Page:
Every New Zealand business uses job descriptions (we hope!), as it’s a legal requirement to provide one for each employee. But many businesses fail to leverage them to their full potential.

Often, they end up tucked away in a virtual file, only to be dusted off and reviewed next time a position needs to be filled.

If this sounds familiar, it’s time to change the way you approach your job descriptions.

By keeping them up to date and using them as a management tool beyond the recruitment process, you can help shape your company culture, increase staff retention and performance, and future proof your business.

Here are some of the ways the not-so-humble job description can help level up your business.

Effective Recruitment

Job descriptions are most often put under the spotlight when it’s time to recruit for a role. So, this is the ideal time to ensure they are accurate and up to date.

This is your opportunity to attract someone who not only has the right skills for the job but is also the right fit for your company culture.

The more accurate the job description is, the better it will be at attracting high-quality candidates. This streamlines the entire recruitment process and makes it easier to select someone who will add value to your business.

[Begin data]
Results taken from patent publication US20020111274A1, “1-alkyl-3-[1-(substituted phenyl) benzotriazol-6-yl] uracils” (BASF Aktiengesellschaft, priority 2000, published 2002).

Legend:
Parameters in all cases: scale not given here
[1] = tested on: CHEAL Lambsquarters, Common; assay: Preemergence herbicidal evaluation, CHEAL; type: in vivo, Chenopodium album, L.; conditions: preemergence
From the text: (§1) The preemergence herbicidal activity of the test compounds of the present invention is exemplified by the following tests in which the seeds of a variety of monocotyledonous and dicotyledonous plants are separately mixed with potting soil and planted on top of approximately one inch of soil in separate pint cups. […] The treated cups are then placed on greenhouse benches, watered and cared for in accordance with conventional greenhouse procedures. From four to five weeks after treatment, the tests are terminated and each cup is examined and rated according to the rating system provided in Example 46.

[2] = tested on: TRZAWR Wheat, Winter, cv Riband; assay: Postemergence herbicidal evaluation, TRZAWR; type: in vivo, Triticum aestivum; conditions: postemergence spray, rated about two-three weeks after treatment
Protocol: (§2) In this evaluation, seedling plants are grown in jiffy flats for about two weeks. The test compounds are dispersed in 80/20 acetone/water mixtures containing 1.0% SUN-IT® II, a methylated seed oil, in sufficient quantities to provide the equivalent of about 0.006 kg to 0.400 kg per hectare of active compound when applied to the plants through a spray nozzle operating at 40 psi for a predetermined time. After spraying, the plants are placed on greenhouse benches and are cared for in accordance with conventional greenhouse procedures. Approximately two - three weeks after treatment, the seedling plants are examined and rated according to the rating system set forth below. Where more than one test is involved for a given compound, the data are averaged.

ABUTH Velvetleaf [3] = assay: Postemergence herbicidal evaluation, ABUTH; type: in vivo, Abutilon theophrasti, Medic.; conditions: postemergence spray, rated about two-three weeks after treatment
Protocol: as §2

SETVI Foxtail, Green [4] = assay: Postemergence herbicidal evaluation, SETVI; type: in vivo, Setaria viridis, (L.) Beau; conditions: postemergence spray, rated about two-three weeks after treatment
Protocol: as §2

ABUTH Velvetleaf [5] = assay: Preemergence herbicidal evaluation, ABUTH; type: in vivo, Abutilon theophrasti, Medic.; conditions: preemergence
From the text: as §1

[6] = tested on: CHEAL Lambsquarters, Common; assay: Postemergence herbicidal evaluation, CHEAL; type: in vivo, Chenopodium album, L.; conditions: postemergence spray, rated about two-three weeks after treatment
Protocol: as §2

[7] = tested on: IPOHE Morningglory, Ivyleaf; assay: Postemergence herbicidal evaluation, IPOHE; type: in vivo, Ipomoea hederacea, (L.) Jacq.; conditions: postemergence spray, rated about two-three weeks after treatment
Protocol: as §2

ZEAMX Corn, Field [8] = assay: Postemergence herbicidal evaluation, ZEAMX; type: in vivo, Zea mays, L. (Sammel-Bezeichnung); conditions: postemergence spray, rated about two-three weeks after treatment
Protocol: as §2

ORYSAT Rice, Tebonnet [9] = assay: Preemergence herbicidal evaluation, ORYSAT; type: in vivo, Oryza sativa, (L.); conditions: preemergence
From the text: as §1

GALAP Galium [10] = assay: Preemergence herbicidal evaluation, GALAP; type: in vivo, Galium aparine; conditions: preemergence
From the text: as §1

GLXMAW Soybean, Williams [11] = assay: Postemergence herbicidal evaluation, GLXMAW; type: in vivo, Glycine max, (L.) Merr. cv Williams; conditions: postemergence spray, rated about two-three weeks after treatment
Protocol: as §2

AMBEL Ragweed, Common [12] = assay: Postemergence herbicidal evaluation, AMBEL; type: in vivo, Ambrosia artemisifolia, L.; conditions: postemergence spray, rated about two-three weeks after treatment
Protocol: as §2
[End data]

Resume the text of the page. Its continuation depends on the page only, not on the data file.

Remember, cultural fit is just as important (if not more so) than skills fit. Skills can be taught or improved, but personal attributes are way less pliable!

Job descriptions are also important from a legal perspective. They can be used to demonstrate that there are legitimate, non-discriminatory considerations used in the hiring process.

 

Improved Staff Performance and Productivity

The recruitment process may be over, but the position description’s job is far from done! In fact, this is where the real spicy work begins.

We know that effective communication is vital to the success of any organisation. Well, your job descriptions are excellent communication tools. They clarify the expectations for employer and employee, leaving no room for ambiguity or confusion – if they’re honest and up to date!